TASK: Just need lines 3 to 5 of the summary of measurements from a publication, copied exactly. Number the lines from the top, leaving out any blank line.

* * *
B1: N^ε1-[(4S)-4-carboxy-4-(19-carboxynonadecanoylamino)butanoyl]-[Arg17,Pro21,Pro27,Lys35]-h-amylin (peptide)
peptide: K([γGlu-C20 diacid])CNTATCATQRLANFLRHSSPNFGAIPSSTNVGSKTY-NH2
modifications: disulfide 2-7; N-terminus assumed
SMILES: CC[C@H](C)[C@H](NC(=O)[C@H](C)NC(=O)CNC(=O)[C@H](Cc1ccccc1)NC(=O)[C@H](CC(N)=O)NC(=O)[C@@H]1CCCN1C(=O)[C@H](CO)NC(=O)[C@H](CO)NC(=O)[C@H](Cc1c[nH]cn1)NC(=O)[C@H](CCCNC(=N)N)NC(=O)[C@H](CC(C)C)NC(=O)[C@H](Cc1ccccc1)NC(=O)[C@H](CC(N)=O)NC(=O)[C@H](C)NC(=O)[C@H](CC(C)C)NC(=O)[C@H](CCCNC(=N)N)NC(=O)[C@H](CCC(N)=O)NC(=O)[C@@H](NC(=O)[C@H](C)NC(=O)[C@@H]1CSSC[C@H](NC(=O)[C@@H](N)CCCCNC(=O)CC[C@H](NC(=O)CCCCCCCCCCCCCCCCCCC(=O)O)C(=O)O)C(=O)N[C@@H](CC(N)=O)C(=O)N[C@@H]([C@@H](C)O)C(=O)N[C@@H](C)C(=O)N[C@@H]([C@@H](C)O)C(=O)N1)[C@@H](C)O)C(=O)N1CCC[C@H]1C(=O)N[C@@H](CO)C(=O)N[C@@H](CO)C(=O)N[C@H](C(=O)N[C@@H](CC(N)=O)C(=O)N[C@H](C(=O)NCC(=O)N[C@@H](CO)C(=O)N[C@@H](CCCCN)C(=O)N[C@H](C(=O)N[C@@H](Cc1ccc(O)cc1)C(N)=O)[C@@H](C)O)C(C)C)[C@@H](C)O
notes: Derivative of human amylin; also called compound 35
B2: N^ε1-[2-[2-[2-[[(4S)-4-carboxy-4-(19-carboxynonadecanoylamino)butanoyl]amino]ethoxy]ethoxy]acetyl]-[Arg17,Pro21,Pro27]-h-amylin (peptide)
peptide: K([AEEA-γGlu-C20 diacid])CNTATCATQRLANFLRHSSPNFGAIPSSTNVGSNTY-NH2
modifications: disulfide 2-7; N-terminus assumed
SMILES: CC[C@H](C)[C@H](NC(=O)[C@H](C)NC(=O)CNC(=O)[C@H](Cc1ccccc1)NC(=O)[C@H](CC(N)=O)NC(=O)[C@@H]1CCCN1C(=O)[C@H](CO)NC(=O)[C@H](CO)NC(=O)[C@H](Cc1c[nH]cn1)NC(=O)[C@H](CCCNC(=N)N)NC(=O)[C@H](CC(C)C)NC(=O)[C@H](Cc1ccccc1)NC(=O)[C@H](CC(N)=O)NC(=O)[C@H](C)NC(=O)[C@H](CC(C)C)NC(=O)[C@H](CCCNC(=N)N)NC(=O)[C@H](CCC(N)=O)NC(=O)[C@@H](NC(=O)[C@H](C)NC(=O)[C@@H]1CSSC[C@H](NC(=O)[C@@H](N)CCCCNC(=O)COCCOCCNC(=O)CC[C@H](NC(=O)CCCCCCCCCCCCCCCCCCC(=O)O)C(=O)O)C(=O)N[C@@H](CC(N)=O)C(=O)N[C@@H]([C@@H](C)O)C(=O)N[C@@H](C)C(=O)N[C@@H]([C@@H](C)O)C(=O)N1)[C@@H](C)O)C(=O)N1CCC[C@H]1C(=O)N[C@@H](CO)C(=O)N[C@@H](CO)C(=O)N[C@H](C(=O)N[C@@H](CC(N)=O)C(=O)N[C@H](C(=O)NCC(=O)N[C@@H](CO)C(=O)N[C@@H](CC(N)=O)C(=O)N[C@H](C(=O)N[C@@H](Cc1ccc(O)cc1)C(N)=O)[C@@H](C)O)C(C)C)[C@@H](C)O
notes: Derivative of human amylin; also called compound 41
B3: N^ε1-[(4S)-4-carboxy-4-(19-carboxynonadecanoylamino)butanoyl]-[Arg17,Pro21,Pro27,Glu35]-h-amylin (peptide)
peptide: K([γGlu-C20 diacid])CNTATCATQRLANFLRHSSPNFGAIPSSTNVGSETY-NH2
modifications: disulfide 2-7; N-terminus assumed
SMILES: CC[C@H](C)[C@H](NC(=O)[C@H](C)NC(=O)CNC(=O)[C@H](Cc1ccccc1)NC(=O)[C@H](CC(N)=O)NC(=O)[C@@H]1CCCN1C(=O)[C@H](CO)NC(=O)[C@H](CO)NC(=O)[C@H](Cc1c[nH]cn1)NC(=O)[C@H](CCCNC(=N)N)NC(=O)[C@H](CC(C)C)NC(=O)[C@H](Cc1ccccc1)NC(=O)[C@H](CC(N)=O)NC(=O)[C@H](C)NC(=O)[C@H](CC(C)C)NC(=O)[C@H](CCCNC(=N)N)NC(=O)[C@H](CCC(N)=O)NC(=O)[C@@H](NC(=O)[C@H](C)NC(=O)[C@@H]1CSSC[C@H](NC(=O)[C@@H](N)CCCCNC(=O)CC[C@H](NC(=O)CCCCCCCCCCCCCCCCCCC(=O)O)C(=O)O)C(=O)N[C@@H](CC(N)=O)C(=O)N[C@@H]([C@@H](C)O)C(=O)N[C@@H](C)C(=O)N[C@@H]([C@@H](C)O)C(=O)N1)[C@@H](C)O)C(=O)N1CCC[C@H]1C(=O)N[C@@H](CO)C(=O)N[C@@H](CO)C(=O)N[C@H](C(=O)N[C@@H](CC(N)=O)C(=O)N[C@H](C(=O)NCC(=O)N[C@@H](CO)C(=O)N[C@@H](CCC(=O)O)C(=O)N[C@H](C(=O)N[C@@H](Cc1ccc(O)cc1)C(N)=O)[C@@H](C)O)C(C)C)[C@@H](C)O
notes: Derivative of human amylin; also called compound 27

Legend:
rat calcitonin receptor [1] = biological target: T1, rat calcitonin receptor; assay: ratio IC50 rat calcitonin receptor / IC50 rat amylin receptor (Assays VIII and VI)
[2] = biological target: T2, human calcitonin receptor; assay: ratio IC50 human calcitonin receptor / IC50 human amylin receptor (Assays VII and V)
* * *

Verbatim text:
modifications: disulfide 2-7; N-terminus assumed
SMILES: CC[C@H](C)[C@H](NC(=O)[C@H](C)NC(=O)CNC(=O)[C@H](Cc1ccccc1)NC(=O)[C@H](CC(N)=O)NC(=O)[C@@H]1CCCN1C(=O)[C@H](CO)NC(=O)[C@H](CO)NC(=O)[C@H](Cc1c[nH]cn1)NC(=O)[C@H](CCCNC(=N)N)NC(=O)[C@H](CC(C)C)NC(=O)[C@H](Cc1ccccc1)NC(=O)[C@H](CC(N)=O)NC(=O)[C@H](C)NC(=O)[C@H](CC(C)C)NC(=O)[C@H](CCCNC(=N)N)NC(=O)[C@H](CCC(N)=O)NC(=O)[C@@H](NC(=O)[C@H](C)NC(=O)[C@@H]1CSSC[C@H](NC(=O)[C@@H](N)CCCCNC(=O)CC[C@H](NC(=O)CCCCCCCCCCCCCCCCCCC(=O)O)C(=O)O)C(=O)N[C@@H](CC(N)=O)C(=O)N[C@@H]([C@@H](C)O)C(=O)N[C@@H](C)C(=O)N[C@@H]([C@@H](C)O)C(=O)N1)[C@@H](C)O)C(=O)N1CCC[C@H]1C(=O)N[C@@H](CO)C(=O)N[C@@H](CO)C(=O)N[C@H](C(=O)N[C@@H](CC(N)=O)C(=O)N[C@H](C(=O)NCC(=O)N[C@@H](CO)C(=O)N[C@@H](CCCCN)C(=O)N[C@H](C(=O)N[C@@H](Cc1ccc(O)cc1)C(N)=O)[C@@H](C)O)C(C)C)[C@@H](C)O
notes: Derivative of human amylin; also called compound 35